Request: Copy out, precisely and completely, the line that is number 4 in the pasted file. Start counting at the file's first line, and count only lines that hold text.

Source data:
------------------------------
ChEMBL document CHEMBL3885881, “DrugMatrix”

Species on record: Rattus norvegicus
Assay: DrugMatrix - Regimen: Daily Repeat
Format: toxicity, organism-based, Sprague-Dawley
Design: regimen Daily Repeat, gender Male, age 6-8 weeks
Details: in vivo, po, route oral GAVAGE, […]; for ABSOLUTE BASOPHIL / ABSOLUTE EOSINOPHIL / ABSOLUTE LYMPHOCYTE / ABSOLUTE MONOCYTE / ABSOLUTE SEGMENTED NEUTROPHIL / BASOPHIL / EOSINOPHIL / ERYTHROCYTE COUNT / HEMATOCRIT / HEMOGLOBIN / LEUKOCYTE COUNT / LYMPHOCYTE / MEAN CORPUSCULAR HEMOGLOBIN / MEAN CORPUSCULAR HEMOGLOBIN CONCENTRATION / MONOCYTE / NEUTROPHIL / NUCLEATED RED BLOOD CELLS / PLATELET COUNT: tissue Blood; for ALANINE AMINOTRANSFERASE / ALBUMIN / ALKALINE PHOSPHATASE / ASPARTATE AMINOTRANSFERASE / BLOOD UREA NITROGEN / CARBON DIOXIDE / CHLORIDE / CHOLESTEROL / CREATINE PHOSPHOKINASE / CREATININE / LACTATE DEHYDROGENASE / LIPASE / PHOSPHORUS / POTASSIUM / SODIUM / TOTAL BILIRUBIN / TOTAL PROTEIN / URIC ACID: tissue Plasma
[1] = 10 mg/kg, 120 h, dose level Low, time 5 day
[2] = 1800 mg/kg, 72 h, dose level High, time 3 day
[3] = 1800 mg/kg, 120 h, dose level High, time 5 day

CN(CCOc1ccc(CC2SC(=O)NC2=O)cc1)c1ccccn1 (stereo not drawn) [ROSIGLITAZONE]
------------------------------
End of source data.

Format: toxicity, organism-based, Sprague-Dawley